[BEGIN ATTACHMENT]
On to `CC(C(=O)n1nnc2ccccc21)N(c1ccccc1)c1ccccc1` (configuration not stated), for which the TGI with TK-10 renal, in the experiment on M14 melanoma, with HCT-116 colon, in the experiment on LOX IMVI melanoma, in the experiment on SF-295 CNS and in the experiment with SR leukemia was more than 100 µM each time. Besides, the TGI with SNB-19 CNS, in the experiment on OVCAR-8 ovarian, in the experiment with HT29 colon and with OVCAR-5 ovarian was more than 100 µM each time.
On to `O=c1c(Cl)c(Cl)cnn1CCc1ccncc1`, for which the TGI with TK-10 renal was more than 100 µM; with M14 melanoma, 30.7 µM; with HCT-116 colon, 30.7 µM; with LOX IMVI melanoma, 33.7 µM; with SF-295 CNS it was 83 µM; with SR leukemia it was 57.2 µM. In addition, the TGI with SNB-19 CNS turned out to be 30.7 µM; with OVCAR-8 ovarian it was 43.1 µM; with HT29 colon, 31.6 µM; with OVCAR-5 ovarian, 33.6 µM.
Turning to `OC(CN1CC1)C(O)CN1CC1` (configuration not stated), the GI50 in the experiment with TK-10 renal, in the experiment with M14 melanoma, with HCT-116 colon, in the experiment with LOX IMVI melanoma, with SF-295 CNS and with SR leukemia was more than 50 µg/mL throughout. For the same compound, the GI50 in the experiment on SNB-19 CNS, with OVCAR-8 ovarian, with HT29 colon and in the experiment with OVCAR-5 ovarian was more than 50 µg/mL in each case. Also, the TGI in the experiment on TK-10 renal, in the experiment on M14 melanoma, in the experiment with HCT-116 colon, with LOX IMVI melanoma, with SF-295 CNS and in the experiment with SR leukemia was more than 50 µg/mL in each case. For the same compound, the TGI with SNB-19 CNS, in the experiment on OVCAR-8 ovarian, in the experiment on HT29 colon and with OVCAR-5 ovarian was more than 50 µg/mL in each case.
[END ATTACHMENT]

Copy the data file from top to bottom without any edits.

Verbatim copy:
On to `CC(C(=O)n1nnc2ccccc21)N(c1ccccc1)c1ccccc1` (configuration not stated), for which the TGI with TK-10 renal, in the experiment on M14 melanoma, with HCT-116 colon, in the experiment on LOX IMVI melanoma, in the experiment on SF-295 CNS and in the experiment with SR leukemia was more than 100 µM each time. Besides, the TGI with SNB-19 CNS, in the experiment on OVCAR-8 ovarian, in the experiment with HT29 colon and with OVCAR-5 ovarian was more than 100 µM each time.
On to `O=c1c(Cl)c(Cl)cnn1CCc1ccncc1`, for which the TGI with TK-10 renal was more than 100 µM; with M14 melanoma, 30.7 µM; with HCT-116 colon, 30.7 µM; with LOX IMVI melanoma, 33.7 µM; with SF-295 CNS it was 83 µM; with SR leukemia it was 57.2 µM. In addition, the TGI with SNB-19 CNS turned out to be 30.7 µM; with OVCAR-8 ovarian it was 43.1 µM; with HT29 colon, 31.6 µM; with OVCAR-5 ovarian, 33.6 µM.
Turning to `OC(CN1CC1)C(O)CN1CC1` (configuration not stated), the GI50 in the experiment with TK-10 renal, in the experiment with M14 melanoma, with HCT-116 colon, in the experiment with LOX IMVI melanoma, with SF-295 CNS and with SR leukemia was more than 50 µg/mL throughout. For the same compound, the GI50 in the experiment on SNB-19 CNS, with OVCAR-8 ovarian, with HT29 colon and in the experiment with OVCAR-5 ovarian was more than 50 µg/mL in each case. Also, the TGI in the experiment on TK-10 renal, in the experiment on M14 melanoma, in the experiment with HCT-116 colon, with LOX IMVI melanoma, with SF-295 CNS and in the experiment with SR leukemia was more than 50 µg/mL in each case. For the same compound, the TGI with SNB-19 CNS, in the experiment on OVCAR-8 ovarian, in the experiment on HT29 colon and with OVCAR-5 ovarian was more than 50 µg/mL in each case.